You also have tension of the scroll saw blade. This is how loose or how tight the blade is when you make your cuts. Having a proper and correct tension for the type and thickness of the wood is important when cutting out your scroll saw projects.
Other features you may find on your scroll saw are the blower, which blows some air at where you point. Typically the blower would be pointed somewhere near the blade to blow away the dust as you make your cuts. A light may come with your scroll saw to help with visibility of your cutting. The table can be of varying sizes, and I recommend a larger table if you can get it. More room to support your scroll saw project is always a good thing.
I love my Dewalt scroll saw and it comes with some great features. Though it is a bit more expensive then some of the other scroll saws, I would not trade it in for something else at this point.
There are some other choices out there with some good ratings and features. When I did my research to buy a scroll saw, I had the following scroll saws in mind when I finally made my purchase with the Dewalt.
Scroll Saw Uses
The major use of a scroll saw is for detailed and intricate wood art. So far I have not used my scroll saw for too much else other than that.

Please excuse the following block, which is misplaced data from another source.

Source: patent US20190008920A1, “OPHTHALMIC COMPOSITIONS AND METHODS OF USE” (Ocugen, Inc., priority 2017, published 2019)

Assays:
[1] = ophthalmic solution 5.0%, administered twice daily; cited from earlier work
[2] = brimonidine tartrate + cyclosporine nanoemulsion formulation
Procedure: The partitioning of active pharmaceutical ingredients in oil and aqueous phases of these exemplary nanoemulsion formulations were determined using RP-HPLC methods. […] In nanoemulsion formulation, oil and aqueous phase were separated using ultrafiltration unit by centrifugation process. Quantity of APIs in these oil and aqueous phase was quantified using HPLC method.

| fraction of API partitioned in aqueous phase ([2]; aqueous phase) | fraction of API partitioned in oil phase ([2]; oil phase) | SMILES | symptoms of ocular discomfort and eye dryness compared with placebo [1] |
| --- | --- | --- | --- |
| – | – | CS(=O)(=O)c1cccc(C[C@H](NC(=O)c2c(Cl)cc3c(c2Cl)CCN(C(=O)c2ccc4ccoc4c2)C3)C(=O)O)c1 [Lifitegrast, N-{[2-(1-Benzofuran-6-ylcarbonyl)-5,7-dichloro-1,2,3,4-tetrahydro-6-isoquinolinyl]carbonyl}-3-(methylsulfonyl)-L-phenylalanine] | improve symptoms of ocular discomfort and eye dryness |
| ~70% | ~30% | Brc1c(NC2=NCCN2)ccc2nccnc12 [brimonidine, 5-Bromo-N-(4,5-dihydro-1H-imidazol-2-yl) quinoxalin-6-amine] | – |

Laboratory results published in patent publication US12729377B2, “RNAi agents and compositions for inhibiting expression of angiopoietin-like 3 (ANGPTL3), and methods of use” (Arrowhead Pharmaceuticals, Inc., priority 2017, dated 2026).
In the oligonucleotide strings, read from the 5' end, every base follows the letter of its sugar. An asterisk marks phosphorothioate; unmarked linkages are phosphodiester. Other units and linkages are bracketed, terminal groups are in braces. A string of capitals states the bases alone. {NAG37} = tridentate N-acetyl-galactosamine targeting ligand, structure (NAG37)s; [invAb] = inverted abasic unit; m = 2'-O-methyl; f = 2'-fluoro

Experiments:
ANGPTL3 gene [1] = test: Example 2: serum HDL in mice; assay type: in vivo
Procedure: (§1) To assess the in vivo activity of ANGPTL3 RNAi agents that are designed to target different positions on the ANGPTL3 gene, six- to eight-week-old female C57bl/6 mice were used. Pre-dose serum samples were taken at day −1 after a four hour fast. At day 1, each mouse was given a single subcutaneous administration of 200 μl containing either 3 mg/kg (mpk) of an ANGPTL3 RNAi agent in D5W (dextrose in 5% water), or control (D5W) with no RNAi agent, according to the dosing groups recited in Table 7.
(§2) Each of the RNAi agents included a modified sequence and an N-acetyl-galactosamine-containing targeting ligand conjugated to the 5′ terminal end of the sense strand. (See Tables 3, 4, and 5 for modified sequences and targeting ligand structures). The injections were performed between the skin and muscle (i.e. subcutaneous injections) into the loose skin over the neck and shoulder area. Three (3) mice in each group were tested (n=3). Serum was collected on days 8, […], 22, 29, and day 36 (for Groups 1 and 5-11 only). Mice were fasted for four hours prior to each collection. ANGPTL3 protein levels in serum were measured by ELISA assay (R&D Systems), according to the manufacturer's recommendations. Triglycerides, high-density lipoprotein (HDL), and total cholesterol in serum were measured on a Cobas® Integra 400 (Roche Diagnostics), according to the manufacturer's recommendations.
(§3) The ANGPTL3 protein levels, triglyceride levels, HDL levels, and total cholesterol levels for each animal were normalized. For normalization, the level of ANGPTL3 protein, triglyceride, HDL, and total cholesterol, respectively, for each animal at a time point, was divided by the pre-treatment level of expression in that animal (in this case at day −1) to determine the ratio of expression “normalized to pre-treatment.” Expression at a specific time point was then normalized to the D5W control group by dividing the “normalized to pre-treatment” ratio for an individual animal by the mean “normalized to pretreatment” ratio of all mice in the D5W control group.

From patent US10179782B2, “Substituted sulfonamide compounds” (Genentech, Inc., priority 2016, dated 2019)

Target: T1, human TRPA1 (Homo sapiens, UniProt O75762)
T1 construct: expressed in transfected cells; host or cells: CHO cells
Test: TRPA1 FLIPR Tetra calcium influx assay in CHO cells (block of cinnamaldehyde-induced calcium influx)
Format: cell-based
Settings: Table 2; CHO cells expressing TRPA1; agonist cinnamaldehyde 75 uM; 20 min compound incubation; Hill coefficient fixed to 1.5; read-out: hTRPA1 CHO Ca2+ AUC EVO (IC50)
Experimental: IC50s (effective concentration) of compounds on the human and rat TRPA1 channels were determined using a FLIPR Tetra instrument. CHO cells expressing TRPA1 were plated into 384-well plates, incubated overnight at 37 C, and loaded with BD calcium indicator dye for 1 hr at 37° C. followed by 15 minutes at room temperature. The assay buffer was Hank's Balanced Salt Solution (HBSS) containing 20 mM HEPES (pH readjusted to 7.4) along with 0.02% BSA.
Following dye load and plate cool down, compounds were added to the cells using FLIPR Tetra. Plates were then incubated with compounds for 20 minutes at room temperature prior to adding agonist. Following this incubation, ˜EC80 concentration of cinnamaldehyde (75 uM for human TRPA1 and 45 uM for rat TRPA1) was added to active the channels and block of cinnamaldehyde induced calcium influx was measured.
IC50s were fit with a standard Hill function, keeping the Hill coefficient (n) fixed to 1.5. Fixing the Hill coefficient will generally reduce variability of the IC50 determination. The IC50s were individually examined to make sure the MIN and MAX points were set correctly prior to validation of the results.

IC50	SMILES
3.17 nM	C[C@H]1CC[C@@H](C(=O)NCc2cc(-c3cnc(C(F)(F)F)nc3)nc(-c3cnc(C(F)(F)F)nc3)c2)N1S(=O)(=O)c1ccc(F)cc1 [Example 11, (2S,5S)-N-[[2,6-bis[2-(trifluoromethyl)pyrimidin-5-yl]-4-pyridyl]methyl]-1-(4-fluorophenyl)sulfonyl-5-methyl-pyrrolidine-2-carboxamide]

I am sure you can use it to make some other delicate cuts for things but I don’t really recommend that unless you have the right blade I suppose. (I have tried to make some slight cuts into plastic, I had some difficulty until I realized if I were going to use it this way, I need to do a burst of cutting then stop, then start up again. The heat of the blade melted the plastic!)
I have cut out Intarsia projects and various scroll saw patterns to create some very cool stuff with the scroll saw. Just to name a few I cut out an American Indian, a frog, a unicorn picture frame, and a fish. All these were intricate types of projects a scroll saw could handle.
To me the scroll saw is definitely more about art then treating it as any sort of handy man/woman tool.
Scroll Saw Non Uses
I would not use my scroll saw for anything other than wood art type projects and maybe a small cut for some other applications.
For one, the scroll saw is not portable. I can’t walk it over very easily to a project somewhere else. Two, the blades are not designed for cutting much else other than wood. You can find some different blades for other material cutting, maybe you are cutting out aluminum or copper art of some sort.
And three, the saw is just meant for intricate work. If you want quicker cuts and more versatile cutting use the jigsaw. The jigsaw is a very good tool for cutting many things, even some cuts that might be a little more intricate, but no where near as intricate as the scroll saw.
There are some obvious differences between the scroll saw vs jigsaw. The number one factor being jigsaws are for general purpose cutting and scroll saws are for intricate art type projects.
I highly recommend using these tools in that manner, and as I had mentioned above some tool users will push the limits of what the purpose of their tool are supposed to do, I would definitely not recommend that… To any extreme degree that is.
Thanks for reading my thoughts and my experiences with my jigsaw and my scroll saw.